Diet – Common snapping turtles are opportunistic carnivorous feeders, which already explains a lot about the turtle’s meal preferences. This voracious and rather unhinged reptile consumes a wide variety of prey, which includes live food and carrion alike. Fish, amphibians, insects, small mammals, they are all on the menu. They lack any trace of subtlety, so their preferred hunting method is the bite-and-crush one, which is a snapping turtle trademark strategy.
Behavior – Snapping turtles are known for their aggressive behavior when threatened or provoked. Fortunately, they are primarily aquatic, spending most of their time submerged in water, ambushing prey, or scavenging. So, they’re unlikely to run into humans randomly unless said humans invade their territory. They are also known to bask on logs or rocks near the water’s edge on occasion, whenever they feel safe to do so, which is more often than you’d think; this turtle only has a handful of predators.
Eastern Box Turtle
Habitat – Eastern box turtles inhabit a variety of terrestrial habitats, but you can also find them in mixed ecosystems with various water sources nearby. These may include deciduous and mixed forests, meadows, grasslands, and wetlands, and even suburban areas, which is where most people find them. They require moist environments with ample leaf litter, logs, and vegetation for shelter and rich hunting opportunities.
Appearance – Eastern box turtles have a high-domed, oval carapace that is usually dark brown or black with vibrant yellow or orange patterns. Their plastron is hinged, allowing them to retract completely into their shell for protection whenever they’re scared or threatened. The skin is dark with bright yellow or orange markings, and males typically have red eyes, while those of females are brown. Adults range from 4.5 to 6 inches in length, so this is a small and cute reptile that makes for the perfect semi-aquatic pet.
Diet – These turtles are omnivorous, so they consume plants, invertebrates, and small animals, but they don’t have any particular preference; anything goes. Their diet includes insects, worms, slugs, snails, fruits, berries, mushrooms, and occasionally carrion if nothing else is available.
Behavior – Eastern box turtles are primarily terrestrial and are known for their slow and calculated movements that make them appear sluggish. As diurnal creatures, they are most active in the morning and late afternoon and have a strong homing instinct; box turtles will often travel long distances to return to their preferred territory.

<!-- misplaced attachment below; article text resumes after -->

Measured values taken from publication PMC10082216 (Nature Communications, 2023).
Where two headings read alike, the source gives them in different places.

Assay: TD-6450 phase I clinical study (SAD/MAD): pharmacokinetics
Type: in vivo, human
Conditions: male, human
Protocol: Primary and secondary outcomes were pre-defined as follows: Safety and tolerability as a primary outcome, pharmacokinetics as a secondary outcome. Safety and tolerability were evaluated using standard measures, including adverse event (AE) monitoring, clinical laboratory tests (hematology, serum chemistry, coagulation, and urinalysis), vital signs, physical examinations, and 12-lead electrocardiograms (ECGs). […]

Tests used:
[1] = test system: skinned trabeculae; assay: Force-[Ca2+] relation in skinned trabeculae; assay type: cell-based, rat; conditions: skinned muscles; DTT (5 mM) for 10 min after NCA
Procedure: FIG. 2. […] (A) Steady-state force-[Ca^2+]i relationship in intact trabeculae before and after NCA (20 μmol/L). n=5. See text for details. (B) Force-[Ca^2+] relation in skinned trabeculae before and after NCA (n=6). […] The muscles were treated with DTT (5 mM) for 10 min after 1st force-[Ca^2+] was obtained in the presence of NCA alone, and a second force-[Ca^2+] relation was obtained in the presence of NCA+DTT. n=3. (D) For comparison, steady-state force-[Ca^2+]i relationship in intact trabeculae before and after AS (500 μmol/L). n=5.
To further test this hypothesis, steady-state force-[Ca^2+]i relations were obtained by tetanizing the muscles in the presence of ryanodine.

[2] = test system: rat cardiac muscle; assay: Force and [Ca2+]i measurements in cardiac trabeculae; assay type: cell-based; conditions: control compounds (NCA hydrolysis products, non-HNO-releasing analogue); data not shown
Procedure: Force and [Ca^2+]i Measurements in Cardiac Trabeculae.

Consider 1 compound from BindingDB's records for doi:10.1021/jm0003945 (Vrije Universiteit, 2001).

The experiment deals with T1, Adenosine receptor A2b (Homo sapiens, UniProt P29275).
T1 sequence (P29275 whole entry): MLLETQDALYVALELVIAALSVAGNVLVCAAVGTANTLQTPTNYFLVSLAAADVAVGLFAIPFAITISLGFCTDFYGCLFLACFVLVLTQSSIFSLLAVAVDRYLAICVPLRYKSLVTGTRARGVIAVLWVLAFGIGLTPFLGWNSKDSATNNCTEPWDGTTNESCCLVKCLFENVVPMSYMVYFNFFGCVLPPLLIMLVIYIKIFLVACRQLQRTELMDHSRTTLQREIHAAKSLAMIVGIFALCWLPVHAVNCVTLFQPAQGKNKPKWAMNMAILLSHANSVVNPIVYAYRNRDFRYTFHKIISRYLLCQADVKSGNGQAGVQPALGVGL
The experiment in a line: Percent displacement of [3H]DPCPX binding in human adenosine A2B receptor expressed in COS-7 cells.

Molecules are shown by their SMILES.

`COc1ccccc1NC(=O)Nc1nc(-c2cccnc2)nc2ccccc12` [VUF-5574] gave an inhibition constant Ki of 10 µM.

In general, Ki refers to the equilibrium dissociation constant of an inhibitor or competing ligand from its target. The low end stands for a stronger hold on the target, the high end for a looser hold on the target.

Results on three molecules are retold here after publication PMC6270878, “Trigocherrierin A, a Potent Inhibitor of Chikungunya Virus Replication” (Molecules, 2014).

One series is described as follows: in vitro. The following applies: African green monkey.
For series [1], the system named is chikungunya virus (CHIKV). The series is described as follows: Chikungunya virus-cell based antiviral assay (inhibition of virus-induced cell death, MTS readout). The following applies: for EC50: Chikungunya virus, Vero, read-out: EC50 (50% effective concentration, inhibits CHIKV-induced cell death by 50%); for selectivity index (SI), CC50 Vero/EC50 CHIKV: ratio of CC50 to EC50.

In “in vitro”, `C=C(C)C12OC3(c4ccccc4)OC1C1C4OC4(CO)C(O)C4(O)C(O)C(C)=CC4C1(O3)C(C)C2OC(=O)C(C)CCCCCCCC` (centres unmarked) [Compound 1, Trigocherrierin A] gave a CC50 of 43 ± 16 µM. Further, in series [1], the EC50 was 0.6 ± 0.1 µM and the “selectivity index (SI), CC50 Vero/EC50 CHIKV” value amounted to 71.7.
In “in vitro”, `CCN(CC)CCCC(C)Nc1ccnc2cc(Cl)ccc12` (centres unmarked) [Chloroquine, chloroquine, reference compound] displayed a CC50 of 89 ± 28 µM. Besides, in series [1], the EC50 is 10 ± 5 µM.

Habitat – Painted turtles are the most widespread turtle species in North America. They prefer habitats with soft bottoms, aquatic vegetation, and ample basking sites for when they need to regulate their body temperature, which is quite often.
Appearance – Painted turtles have a smooth, dark green carapace that comes with red and yellow markings along the edge. Their skin is also dark, with yellow and red stripes stretching along the legs, necks, and heads for an even more distinct appearance. Adults range from 4 to 10 inches in length.
Diet – These omnivorous turtles specialize in acquiring and consuming aquatic plants, insects, crustaceans, mollusks, and small fish. They usually have a healthy appetite because they generally consume small prey with low caloric input.
Behavior – Painted turtles are highly social and are often seen basking in large groups on logs or rocks, which is rather unusual among reptiles in general, but not unheard of among turtles. They are also active during the day and prefer to spend most of their sweet time in the water. In colder climates, painted turtles hibernate underwater by burrowing into the mud or debris, which provides them with extra protection and allows them to regulate their body temperature better.
Habitat – Red-eared sliders are native to the southern United States but have been introduced to various locations worldwide, including Michigan, through the pet trade. They inhabit slow-moving or still bodies of water, such as ponds, lakes, marshes, and ditches, with plenty of basking sites and aquatic vegetation nearby.
Appearance – Named for the red stripe behind each eye, red-eared sliders have a dark green to black carapace with yellow markings. Their skin is also dark with yellow and green stripes, making this species highly recognizable, even in the juvenile stage. Adults range from 5 to 12 inches in length, with females being large but more docile at the same time.
Diet – These turtles are also omnivorous, which is rather standard among turtles in general. Their favorite dishes include aquatic plants, invertebrates, and small vertebrates, including fish and amphibians, albeit more rarely. They require calcium supplementation in captivity to stay healthy and avoid nutritional deficiencies, which is a normal requirement for most reptiles.
Behavior – Red-eared sliders are active during the day and spend a significant amount of time basking on logs or rocks. They are skilled swimmers and can dive for extended periods when searching for food or escaping predators, which explains the stability and resilience of the population as a whole.
Spiny Soft-Shell Turtle